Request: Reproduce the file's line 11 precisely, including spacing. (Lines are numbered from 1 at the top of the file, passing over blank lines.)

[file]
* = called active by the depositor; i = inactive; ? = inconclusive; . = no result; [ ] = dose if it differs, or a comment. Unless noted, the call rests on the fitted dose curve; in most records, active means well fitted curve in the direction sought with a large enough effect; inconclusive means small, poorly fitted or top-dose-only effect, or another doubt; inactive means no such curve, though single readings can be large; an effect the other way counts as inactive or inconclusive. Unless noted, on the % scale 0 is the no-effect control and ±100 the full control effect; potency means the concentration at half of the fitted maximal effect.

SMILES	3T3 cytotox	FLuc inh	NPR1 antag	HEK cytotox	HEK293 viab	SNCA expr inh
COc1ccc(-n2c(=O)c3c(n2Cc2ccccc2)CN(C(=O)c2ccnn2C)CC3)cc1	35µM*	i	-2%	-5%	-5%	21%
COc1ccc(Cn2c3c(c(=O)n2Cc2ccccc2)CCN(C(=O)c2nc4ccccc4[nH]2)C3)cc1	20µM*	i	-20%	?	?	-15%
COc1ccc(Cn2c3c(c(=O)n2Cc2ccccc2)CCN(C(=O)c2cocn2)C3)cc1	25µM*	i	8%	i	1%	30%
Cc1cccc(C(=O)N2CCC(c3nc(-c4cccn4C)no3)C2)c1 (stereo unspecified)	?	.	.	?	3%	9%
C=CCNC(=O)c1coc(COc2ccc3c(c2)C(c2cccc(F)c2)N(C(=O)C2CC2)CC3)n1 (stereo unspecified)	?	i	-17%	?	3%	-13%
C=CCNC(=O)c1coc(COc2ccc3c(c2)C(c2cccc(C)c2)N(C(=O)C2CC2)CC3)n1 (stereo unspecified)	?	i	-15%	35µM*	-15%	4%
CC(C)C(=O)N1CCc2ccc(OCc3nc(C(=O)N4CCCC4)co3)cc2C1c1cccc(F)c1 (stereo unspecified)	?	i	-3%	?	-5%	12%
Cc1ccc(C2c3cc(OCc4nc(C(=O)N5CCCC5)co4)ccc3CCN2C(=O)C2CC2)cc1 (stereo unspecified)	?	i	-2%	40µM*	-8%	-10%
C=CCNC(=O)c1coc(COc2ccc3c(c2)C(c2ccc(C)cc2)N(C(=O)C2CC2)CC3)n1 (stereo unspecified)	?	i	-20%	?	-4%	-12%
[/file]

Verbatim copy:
C=CCNC(=O)c1coc(COc2ccc3c(c2)C(c2ccc(C)cc2)N(C(=O)C2CC2)CC3)n1 (stereo unspecified)	?	i	-20%	?	-4%	-12%